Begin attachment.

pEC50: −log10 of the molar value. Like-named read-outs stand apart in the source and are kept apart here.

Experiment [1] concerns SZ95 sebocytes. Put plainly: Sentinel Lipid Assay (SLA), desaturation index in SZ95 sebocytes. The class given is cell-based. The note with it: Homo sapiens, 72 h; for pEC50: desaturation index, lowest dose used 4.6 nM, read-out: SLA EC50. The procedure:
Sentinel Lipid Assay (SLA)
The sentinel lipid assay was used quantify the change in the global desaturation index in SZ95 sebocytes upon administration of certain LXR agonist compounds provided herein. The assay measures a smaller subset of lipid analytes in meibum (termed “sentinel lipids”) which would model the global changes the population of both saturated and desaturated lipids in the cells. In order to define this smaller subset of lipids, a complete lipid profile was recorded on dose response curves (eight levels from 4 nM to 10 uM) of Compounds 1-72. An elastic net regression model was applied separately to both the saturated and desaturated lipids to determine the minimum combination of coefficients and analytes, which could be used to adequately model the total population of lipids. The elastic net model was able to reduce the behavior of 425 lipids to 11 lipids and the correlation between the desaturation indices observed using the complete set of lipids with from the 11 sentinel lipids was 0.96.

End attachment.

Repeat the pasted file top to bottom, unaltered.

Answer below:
pEC50: −log10 of the molar value. Like-named read-outs stand apart in the source and are kept apart here.

Experiment [1] concerns SZ95 sebocytes. Put plainly: Sentinel Lipid Assay (SLA), desaturation index in SZ95 sebocytes. The class given is cell-based. The note with it: Homo sapiens, 72 h; for pEC50: desaturation index, lowest dose used 4.6 nM, read-out: SLA EC50. The procedure:
Sentinel Lipid Assay (SLA)
The sentinel lipid assay was used quantify the change in the global desaturation index in SZ95 sebocytes upon administration of certain LXR agonist compounds provided herein. The assay measures a smaller subset of lipid analytes in meibum (termed “sentinel lipids”) which would model the global changes the population of both saturated and desaturated lipids in the cells. In order to define this smaller subset of lipids, a complete lipid profile was recorded on dose response curves (eight levels from 4 nM to 10 uM) of Compounds 1-72. An elastic net regression model was applied separately to both the saturated and desaturated lipids to determine the minimum combination of coefficients and analytes, which could be used to adequately model the total population of lipids. The elastic net model was able to reduce the behavior of 425 lipids to 11 lipids and the correlation between the desaturation indices observed using the complete set of lipids with from the 11 sentinel lipids was 0.96.